A competition can immediately transform from the handsal into a clinch or wrestling.

As with the other forms of Viking wrestling, the aim in løse-tak glima is to send an opponent to the ground, either by a throw, trip, sweep or pull, but in løse-tak glima, the competition is not over just because an opponent hits the ground first. If the person who is sent to the ground first is within reach of the standing opponent, then the person on the ground can immediately pull, sweep, trip or throw the person who initiated the takedown, and in this way the competition can continue. 

If both competitors end up on the ground, this situation leads to exciting battles in the fight to be the first person on their feet and away. Løse-tak Viking wrestling is incredibly effective on the ground, where skill, speed, strength, endurance and balance are as important as when the competitors are standing. The contest is only won by the person who is on their feet and out of grabbing distance of the person on the ground. 

                Tyr Neilsen - President Norwegian Glima Association

               Tyr Neilsen - President Norwegian Glima Association

Viking wrestling, as it is practiced today in Norway, is almost unchanged since the Viking Age, and there is regular training in sports halls as well as outdoors training, year round, in sun, rain and snow. There are also regular Viking wrestling competitions such as the Norwegian Løse-tak Glima Championship.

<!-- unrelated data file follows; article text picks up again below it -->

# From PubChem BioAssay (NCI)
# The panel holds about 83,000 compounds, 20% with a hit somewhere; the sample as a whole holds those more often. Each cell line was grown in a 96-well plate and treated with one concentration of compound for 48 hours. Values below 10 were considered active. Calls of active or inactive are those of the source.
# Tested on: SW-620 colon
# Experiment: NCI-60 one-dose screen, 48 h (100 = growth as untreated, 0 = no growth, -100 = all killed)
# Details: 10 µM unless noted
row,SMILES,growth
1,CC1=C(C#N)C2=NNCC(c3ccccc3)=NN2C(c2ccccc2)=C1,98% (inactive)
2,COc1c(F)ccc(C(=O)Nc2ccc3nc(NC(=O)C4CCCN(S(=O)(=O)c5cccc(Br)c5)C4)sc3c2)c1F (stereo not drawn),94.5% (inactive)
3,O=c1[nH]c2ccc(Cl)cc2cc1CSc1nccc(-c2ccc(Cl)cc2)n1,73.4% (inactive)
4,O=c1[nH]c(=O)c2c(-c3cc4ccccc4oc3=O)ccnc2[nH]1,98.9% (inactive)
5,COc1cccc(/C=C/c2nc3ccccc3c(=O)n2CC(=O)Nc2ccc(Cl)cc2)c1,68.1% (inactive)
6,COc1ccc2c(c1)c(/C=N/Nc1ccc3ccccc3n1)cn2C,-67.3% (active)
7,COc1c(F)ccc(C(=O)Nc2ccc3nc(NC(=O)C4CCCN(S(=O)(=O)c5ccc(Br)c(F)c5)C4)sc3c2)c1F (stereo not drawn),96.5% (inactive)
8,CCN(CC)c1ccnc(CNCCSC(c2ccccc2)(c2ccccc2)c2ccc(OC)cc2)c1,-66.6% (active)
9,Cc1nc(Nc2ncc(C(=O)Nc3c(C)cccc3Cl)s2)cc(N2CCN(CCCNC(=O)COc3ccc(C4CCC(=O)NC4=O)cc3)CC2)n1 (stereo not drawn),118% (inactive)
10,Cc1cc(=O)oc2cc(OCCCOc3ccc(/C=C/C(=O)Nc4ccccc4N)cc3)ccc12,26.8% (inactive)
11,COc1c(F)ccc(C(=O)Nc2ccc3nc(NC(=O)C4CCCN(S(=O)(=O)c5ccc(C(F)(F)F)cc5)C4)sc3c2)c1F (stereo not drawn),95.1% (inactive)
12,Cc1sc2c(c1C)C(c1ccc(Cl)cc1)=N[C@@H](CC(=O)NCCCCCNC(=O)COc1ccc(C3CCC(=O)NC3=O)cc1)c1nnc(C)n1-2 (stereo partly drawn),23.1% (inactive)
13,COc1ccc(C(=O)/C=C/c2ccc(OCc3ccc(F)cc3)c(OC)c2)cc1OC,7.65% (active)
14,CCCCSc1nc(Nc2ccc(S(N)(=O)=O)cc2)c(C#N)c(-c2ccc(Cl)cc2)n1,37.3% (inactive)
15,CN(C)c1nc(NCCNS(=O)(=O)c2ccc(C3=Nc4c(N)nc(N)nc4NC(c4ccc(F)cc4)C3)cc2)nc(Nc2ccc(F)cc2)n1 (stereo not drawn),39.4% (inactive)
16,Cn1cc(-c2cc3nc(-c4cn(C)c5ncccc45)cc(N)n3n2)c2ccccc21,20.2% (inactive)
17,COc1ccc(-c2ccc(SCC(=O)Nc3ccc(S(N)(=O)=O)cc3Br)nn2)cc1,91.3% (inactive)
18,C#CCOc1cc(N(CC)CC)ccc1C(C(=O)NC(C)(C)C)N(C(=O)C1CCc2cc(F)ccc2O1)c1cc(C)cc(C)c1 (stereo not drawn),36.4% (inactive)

I feel immensely proud to be able to keep this unbroken line from the Viking Age intact, and preserve Viking wrestling techniques so they can be handed over to the next generation. It is an honor to be able to sustain this unique part of the Viking heritage that goes back over a thousand years.

 

Ár skal rísa
sá er annars vill
fé eða fjör hafa
sjaldan liggjandi úlfr
lær um getr
né sofandi maðr sigr

Get up early and fight
for what you want
before others take it
A lazy wolf
gets no meat
the sleeping get no victory
 

             Hávamál - verse 58

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THE GLIMA GRIP by Tyr Neilsen

 Glima handsal tyr neilsen

Glima handsal tyr neilsen

Not only was the glima grip the most important hand technique in the martial arts of the Vikings, it was also the most important grip in Viking Age society.

The glima grip (glíma grep) is an extremely strong and flexible grip that is capable of adapting to many situations. For Viking warriors in unarmed combat, the glima grip was used to hold and manipulate parts of an opponent’s body, clothing or weapon. In armed combat glima, the glima grip was used to hold any single-handed weapon. When a grip could mean the difference between life and death, this was the one to have.

The 3 forms of Sport Glima are defined by grips; Løse-tak is free-grip glima (Lausatök in Old Norse), Ryggtak is Back-grip glima (Hryggspenna in Old Norse) and Bukse-tak is trouser-grip glima (Brókartök in Old Norse). The glima grip is an essential part of Løse-tak sport glima right from the very first move when opponents clasp each other’s forearm at the start of a competition. This is called the 'Handsal', which means that the opponents are friends before the wrestling starts, are friends during the competition, and are friends after the competition, regardless of who wins. The handsal can be the initiator of other moves, or it can be built upon to control the opponent.